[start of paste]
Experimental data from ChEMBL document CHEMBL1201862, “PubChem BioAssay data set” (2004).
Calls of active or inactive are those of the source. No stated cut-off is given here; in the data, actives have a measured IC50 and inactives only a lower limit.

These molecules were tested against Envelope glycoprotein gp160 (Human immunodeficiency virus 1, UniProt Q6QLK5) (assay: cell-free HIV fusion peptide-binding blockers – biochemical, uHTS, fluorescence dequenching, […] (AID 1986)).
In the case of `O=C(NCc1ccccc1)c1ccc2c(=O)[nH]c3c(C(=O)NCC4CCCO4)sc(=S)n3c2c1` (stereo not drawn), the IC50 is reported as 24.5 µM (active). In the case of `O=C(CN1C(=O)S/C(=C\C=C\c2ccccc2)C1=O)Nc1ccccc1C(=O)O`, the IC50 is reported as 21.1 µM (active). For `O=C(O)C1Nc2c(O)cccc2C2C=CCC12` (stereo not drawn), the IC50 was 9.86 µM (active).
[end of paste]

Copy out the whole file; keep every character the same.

Experimental data from ChEMBL document CHEMBL1201862, “PubChem BioAssay data set” (2004).
Calls of active or inactive are those of the source. No stated cut-off is given here; in the data, actives have a measured IC50 and inactives only a lower limit.

These molecules were tested against Envelope glycoprotein gp160 (Human immunodeficiency virus 1, UniProt Q6QLK5) (assay: cell-free HIV fusion peptide-binding blockers – biochemical, uHTS, fluorescence dequenching, […] (AID 1986)).
In the case of `O=C(NCc1ccccc1)c1ccc2c(=O)[nH]c3c(C(=O)NCC4CCCO4)sc(=S)n3c2c1` (stereo not drawn), the IC50 is reported as 24.5 µM (active). In the case of `O=C(CN1C(=O)S/C(=C\C=C\c2ccccc2)C1=O)Nc1ccccc1C(=O)O`, the IC50 is reported as 21.1 µM (active). For `O=C(O)C1Nc2c(O)cccc2C2C=CCC12` (stereo not drawn), the IC50 was 9.86 µM (active).